Archibald Berkeley Milne, Second Baronet

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Admiral Sir A. Berkeley Milne, Bart., 1917.
© National Portrait Gallery, London.

Admiral SIR Archibald Berkeley Milne, Second Baronet, G.C.V.O.K.C.B., Royal Navy (2 June, 1855 – 5 July, 1938) was a Royal Navy officer chiefly remembered for his assocation with the Court and his involvement in the escape of the German warships Goeben and Breslau at the start of the First World War.

Contents

Early Life & Career

Archibald Berkeley Milne (who as of 27 February, 1901, informed the Admiralty that he "desires to be called - Sir A. Berkeley Milne"[1]) was the only surviving son of Admiral of the Fleet Sir Alexander Milne (1806 - 1896) and of Euphemia (died 1889), daughter of Archibald Cochran of Ashkirk, Roxburgh. Berkeley Milne's father twice served as Senior Naval Lord at the Admiralty, and his grandfather, Sir David Milne, commanded ships of the line in the Napoleonic Wars and retired an Admiral of the White.[2] Milne entered the Royal Navy as a Naval Cadet on 3 May, 1869 and passed out on 20 July, 1870. He gained three months' seatime for a Second Class in Study, three months' for a First Class in Seamanship, and three months' for "'Very Good' conduct". On 23 August he was appointed to Duke of Wellington, and he was rated Midshipman on 20 October.

Milne was promoted to the rank of Lieutenant with seniority of 1 June, 1876.[3]

He was promoted to the rank of Commander with seniority of 3 September, 1884.[4]

Milne was promoted to the rank of Captain on 31 December, 1891.[5]

He was appointed captain of H.M.S. Jupiter in December 1900, remaining there two years.[6]

On the occasion of the King's visit to Ireland Milne was appointed a Commander in the Royal Victorian Order (C.V.O.) on 11 August, 1903.[7]

Flag Rank

Milne was promoted to the rank of Rear-Admiral on 25 April, 1904,[8] vice May. Following his promotion, Milne was appointed an Honorary Naval Aide-de-Camp to the King during the time he remained in command of H.M. Yachts.[9] On the occasion of the King's visit to Kiel Milne was appointed a Knight Commander in the Royal Victorian Order (K.C.V.O.) on 1 July.[10]

In his sea-going commands Milne had shown himself competent and popular, so that after reaching flag rank in April 1904, and leaving the command of H.M. Yachts sixteen months later, he was selected to be second in command of the Atlantic Fleet (flag in the Victorious) under Admiral Sir William May (1905–6) and of the Channel Fleet (flag in the Hibernia) under Lord Charles Beresford (1908–9). On 12 May, 1908, he was promoted to the rank of Vice-Admiral, vice Jeffreys.[11] He was then transferred for another year to the command of the 2nd division of the Home Fleet (flag in the King Edward VII) under May.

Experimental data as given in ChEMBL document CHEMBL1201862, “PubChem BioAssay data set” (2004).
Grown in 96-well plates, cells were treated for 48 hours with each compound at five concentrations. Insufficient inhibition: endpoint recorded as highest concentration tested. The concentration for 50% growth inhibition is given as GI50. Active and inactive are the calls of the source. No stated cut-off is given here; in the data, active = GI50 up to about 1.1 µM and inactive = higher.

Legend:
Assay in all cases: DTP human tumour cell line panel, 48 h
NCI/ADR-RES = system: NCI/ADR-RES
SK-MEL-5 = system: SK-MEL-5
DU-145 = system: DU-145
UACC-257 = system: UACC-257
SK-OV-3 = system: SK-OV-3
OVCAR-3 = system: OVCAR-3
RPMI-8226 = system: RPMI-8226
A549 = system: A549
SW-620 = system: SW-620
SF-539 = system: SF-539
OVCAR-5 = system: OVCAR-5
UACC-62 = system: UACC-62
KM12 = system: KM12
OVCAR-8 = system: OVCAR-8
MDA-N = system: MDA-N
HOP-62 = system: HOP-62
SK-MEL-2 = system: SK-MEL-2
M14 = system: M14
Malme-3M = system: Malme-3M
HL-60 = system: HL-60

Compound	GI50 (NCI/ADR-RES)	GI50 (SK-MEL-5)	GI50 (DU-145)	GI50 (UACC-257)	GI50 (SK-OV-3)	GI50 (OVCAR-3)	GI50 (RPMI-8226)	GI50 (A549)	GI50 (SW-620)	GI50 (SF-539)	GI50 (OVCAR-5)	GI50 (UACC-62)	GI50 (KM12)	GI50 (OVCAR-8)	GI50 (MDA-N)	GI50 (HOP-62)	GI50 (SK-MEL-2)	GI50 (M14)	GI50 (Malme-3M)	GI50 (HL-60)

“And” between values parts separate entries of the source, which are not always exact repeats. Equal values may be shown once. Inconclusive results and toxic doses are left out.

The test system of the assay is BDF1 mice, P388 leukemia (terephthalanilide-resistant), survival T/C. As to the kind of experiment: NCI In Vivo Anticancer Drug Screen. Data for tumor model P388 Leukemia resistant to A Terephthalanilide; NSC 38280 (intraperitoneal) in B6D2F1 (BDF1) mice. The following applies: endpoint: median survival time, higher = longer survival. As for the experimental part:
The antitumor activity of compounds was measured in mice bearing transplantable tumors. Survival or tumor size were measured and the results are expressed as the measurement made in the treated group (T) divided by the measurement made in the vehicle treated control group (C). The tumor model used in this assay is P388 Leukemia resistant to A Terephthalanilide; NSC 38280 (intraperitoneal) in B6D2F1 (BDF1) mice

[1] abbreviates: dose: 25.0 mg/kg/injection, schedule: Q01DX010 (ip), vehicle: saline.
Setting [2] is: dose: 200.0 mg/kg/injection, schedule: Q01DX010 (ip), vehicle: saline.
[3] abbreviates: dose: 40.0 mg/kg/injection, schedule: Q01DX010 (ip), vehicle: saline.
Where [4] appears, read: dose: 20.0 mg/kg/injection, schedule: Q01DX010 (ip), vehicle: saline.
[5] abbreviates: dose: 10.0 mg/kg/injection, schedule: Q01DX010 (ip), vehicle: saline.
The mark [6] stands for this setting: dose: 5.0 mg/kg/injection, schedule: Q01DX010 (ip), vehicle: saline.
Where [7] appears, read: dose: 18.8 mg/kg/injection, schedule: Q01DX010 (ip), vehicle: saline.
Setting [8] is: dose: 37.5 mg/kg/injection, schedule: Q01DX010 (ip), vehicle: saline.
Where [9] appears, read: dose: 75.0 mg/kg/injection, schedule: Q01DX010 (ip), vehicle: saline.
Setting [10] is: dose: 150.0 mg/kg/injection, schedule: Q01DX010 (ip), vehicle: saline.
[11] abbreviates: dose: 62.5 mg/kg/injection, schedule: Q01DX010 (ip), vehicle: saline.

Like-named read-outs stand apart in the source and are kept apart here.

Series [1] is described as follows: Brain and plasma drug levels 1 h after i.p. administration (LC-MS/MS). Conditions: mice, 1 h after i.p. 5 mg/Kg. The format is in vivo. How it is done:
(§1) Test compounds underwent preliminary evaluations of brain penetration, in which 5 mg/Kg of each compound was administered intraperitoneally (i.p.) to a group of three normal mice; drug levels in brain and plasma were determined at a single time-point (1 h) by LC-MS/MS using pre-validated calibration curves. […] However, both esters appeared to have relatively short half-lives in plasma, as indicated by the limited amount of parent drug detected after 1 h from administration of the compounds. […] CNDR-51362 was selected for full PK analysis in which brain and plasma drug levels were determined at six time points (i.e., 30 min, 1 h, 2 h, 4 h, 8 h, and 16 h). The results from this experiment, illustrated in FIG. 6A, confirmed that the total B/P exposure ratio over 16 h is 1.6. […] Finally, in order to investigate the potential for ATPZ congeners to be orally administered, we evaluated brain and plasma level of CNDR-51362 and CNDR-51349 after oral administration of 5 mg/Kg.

On the occasion of the King's birthday Milne was appointed an Ordinary Member of the Second Class, or Knight Commander, in the Military Division of the Most Honourable Order of the Bath (K.C.B.) on 25 June, 1909.[12]

Milne was promoted to the rank of Admiral on 19 September, 1911, vice Gamble.[13]

In November, 1913, Milne was offered the Command-in-Chief at the Nore by Churchill:

I have not come to this conclusion without careful consideration of your own interests as well as those of the Service and full appreciation of your conduct of the Mediterranean Command, which has during your tenure become so much more important, than was expected at the time of your appointment.[14]

On Friday, 27 June, 1914, Milne had a private audience with the Ottoman Sultan. As he left, he remarked to his dragoman (interpreter) in a loud whisper that the Sultan was "just an imbecile", a suggestion with which the dragoman (Sir Andrew Ryan) could not disagree.[15] On 22 July the Admiralty formally ordered Milne to return to Chatham on 29 August in Inflexible and to hoist his flag at Admiralty House there on 30 August.[16] It had been announced on 13 July that he was to succeed Sir Richard Poore on 29 August.[17]

The Escape of Goeben & Breslau

On the morning of 18 August Milne inquired of the Admiralty "as to whether my Flag is to continue flying in INFLEXIBLE until hoisted at Chatham 30th August. Captain Prowse appointed Flag Captain at Chatham taking passage in INFLEXIBLE." Evidently he believed that he was still going to the Nore as Commander-in-Chief. In the afternoon Battenberg replied: "There will be no change in the Nore Command for the present. On arrival at Devonport you are to strike your flag and report yourself to the Admiralty."[18]